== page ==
Pretty much anyone who knows me, knows I have a big heart-connection with India and Nepal. It happens pretty often that I hear a song, hear someone speaking Hindi or Nepali, or see a photograph from a close friend who is presently in India or has just returned, and I get this overwhelming urge to go. And to go soon. It consumes my mind and that hollow space between my ribs. And it takes a good week or two for it to subside, a little.

I recently shared with some students that when you travel to a place and stay for a period of time, you make friends unlike any other. These friends are instantly your family, and sometime after you return home — it could be a month or it could be year later — you start to feel an ache in your gut. Or maybe it’s your heart. And you don’t know how to sooth it because you don’t really know what it is or where it’s coming from. You are home. You’re with your family. Then why do you feel homesick?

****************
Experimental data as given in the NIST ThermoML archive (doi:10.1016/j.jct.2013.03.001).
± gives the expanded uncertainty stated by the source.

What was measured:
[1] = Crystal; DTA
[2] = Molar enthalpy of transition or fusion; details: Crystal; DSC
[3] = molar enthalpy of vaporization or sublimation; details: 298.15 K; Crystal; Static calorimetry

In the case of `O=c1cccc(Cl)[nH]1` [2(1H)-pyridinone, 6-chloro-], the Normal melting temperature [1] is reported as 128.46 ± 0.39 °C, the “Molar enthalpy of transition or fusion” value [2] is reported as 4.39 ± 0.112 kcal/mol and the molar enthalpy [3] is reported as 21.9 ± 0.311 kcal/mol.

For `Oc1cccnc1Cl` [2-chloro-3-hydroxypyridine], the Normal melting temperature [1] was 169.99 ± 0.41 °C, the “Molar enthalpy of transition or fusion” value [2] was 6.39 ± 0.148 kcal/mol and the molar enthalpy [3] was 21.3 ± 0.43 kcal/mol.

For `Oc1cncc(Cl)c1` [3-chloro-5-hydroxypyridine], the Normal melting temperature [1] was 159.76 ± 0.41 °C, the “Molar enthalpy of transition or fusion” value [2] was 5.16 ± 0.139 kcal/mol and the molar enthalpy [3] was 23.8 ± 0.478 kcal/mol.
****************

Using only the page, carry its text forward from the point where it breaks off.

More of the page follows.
While I was in NYC, I was a guest author/illustrator at the United Nations Junior School. (MORE on this soon — it is an extraordinary place!!) As I was saying goodbye, the principal casually mentioned a book called Going To School in India — that I would like it. I ordered it from somewhere above the clouds at 20,000 ft, and it was waiting for me when I got home. And instantly, a tidal wave of longing drenched me in the sweetest way.

Tulsi and I have been singing our way through it. Seriously. With some books, she insists on “singing it” instead of reading it. And when we opened this book for the first time, she said, “SING IT MAMA!” And so I did, and she did, too. The book is alive. It moves, smells, twirls, and dances. The kids sing and shout, giggle and gaze straight into your eyes. They invite you into their world and demand your attention.

I love it. The creators have gone on to start and inspire children all throughout India to go to school and manifest their dreams, as well as sharing their stories with children all over the world with movie-shorts. WOW. Right?